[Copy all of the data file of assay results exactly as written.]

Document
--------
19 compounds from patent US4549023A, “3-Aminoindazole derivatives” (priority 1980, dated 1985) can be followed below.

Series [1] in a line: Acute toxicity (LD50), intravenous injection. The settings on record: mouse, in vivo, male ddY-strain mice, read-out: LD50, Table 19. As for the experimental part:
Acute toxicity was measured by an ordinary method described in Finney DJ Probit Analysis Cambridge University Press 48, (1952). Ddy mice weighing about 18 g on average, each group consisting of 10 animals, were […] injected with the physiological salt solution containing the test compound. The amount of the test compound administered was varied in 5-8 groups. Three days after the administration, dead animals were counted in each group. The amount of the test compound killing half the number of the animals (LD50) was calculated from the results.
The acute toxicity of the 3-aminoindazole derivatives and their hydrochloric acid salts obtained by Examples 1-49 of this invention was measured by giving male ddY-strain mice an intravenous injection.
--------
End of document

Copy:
19 compounds from patent US4549023A, “3-Aminoindazole derivatives” (priority 1980, dated 1985) can be followed below.

Series [1] in a line: Acute toxicity (LD50), intravenous injection. The settings on record: mouse, in vivo, male ddY-strain mice, read-out: LD50, Table 19. As for the experimental part:
Acute toxicity was measured by an ordinary method described in Finney DJ Probit Analysis Cambridge University Press 48, (1952). Ddy mice weighing about 18 g on average, each group consisting of 10 animals, were […] injected with the physiological salt solution containing the test compound. The amount of the test compound administered was varied in 5-8 groups. Three days after the administration, dead animals were counted in each group. The amount of the test compound killing half the number of the animals (LD50) was calculated from the results.
The acute toxicity of the 3-aminoindazole derivatives and their hydrochloric acid salts obtained by Examples 1-49 of this invention was measured by giving male ddY-strain mice an intravenous injection.